I haven't seen Queen of the Damned, but I do note that she did not try writing the screenplay for that one, instead using a couple of actual screenwriters (Scott Abbott and Michael Petroni, whom Australian audiences may remember as Bob the Psychopath from DAAS Kapital). I have a lot more hope for that film.



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[ Parent ]
tools (none / 0) (#15)
by janra on Sun Sep 29, 2002 at 09:10:16 PM EST

the novelist has one tool that the screenwriter does not: They can get inside a character's head.

And the screenwriter has a tool the novelist does not - pictures. You can show a rich environment in a few seconds in a movie that would take pages to describe in a book (and would lose a lot of readers along the way). That's one of the weaknesses of Lord of the Rings as a book - it's great, but because it is primarily a locale story, it spends a lot more time than most people are used to describing the land the characters pass through.

Despite this, they still have a lot in common - such as the need to hold interest, and to create characters the audience actually cares about. You're right though, the finished product takes different skills to produce.

Hmm, might be an idea for an article for my site - differences between writing for a visual medium and for a text medium. I'd have to study screenplays a lot though, first :-)


--
Discuss the art and craft of writing
That's the problem with world domination... Nobody is willing to wait for it anymore, work slowly towards it, drink more and enjoy the ride more.
[ Parent ]
Pictures, novellists etc (none / 0) (#16)
by Pseudonym on Sun Sep 29, 2002 at 09:22:08 PM EST

And the screenwriter has a tool the novelist does not - pictures.

One of the themes which will come up later is that filmmaking is fundamentally a collaborative medium. The screenwriter doesn't actually make any pictures! This is true (though to a lesser extent) even if the screenwriter is also the director, because a significant component of the visuals come from set designers, costume designers, directors of photography, storyboard artists, editors, visual effects artists, other actors and so on.

Novellists, on the other hand, basically do everything. OK, this is a slight lie because editors do a lot of hard work, plus there's book design, cover art, typography and so on. However, there is a big difference in that the screenwriter is, for better or worse, part of a team. Many writers (e.g. Joss Whedon) don't like working like this.

I'll have more to say about this later, when I talk about the limits of what screenwriters are allowed to get away with.



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[ Parent ]
you're right (none / 0) (#17)
by janra on Sun Sep 29, 2002 at 09:37:32 PM EST

But they can ask for a picture of a certain environment, and not spend pages of the script describing it to the audience. While I haven't done any screenwriting, I'd think that they keep stuff like that in mind, and it is a tool that they can use, even if they don't make the actual picture. Even if they put only a vague description of the picture they want in their notes - they know that there's going to be a picture that would take a thousand words to describe in a novel that will help set the mood, describe the character, tell us something about the setting, whatever.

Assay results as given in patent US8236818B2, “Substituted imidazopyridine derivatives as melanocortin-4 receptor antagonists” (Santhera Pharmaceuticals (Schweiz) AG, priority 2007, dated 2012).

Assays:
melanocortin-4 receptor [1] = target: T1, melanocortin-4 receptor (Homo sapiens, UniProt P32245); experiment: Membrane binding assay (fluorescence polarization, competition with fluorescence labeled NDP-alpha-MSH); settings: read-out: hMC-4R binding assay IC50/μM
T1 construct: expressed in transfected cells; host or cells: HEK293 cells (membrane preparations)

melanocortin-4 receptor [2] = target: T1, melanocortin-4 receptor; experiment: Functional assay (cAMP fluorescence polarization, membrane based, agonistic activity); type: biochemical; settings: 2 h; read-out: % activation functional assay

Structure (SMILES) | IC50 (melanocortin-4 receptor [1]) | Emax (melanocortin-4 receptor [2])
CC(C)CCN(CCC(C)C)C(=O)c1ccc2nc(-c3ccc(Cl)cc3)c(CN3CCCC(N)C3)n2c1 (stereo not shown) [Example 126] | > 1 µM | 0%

What would you call an indirectly used tool?


--
Discuss the art and craft of writing
That's the problem with world domination... Nobody is willing to wait for it anymore, work slowly towards it, drink more and enjoy the ride more.
[ Parent ]
Case in point (none / 0) (#29)
by kholmes on Tue Oct 01, 2002 at 03:21:56 AM EST

"The Scene" in The Time Machine. One of these days I may clip just that one scene out to watch over and over again. The equivalent in the book did take a couple pages, if I recall correctly. However, even as Wells described that scene in the book, I really wanted to see it happening. The movie definitely delivered.

If you treat people as most people treat things and treat things as most people treat people, you might be a Randian.
[ Parent ]
The Matrix (none / 0) (#18)
by demi on Mon Sep 30, 2002 at 01:33:38 AM EST

The example that I have chosen is The Matrix, written by Larry and Andy Wachowski.

That same movie was the example Jean-Luc Godard chose in Éloge de l'amour (2001) to portray the sad plight of French film: Pickpocket by Robert Bresson having to share equal billing with Hollywood pabulum from the Wachowski brothers. Never mind that the last film Bresson directed was in 1983, more than 10 years past his prime...

Anyway, you're doing a good job of demonstrating that plot structure has rarely been important in theatre or film - resonant monologues, fancy outfits, temporal verisimilitude, musical accompaniment, physical beauty and special effects have been much more important to audiences and even critics. Basically if a script has one good character in it, and the part is well cast, a great film can be built upon it with a basic plot formula and generous helpings of tumult and frippery.

I'm not sure... (none / 0) (#24)
by joshsisk on Mon Sep 30, 2002 at 04:04:03 PM EST

Anyway, you're doing a good job of demonstrating that plot structure has rarely been important in theatre or film

I'm not sure about theatre, but I can think of very few successful films that veer far from the standard plot structure. Well-liked by critics and cineastes, perhaps. But I think the VAST majority of films loved by audiences adhere, mostly, to standard narrative structure.
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[ Parent ]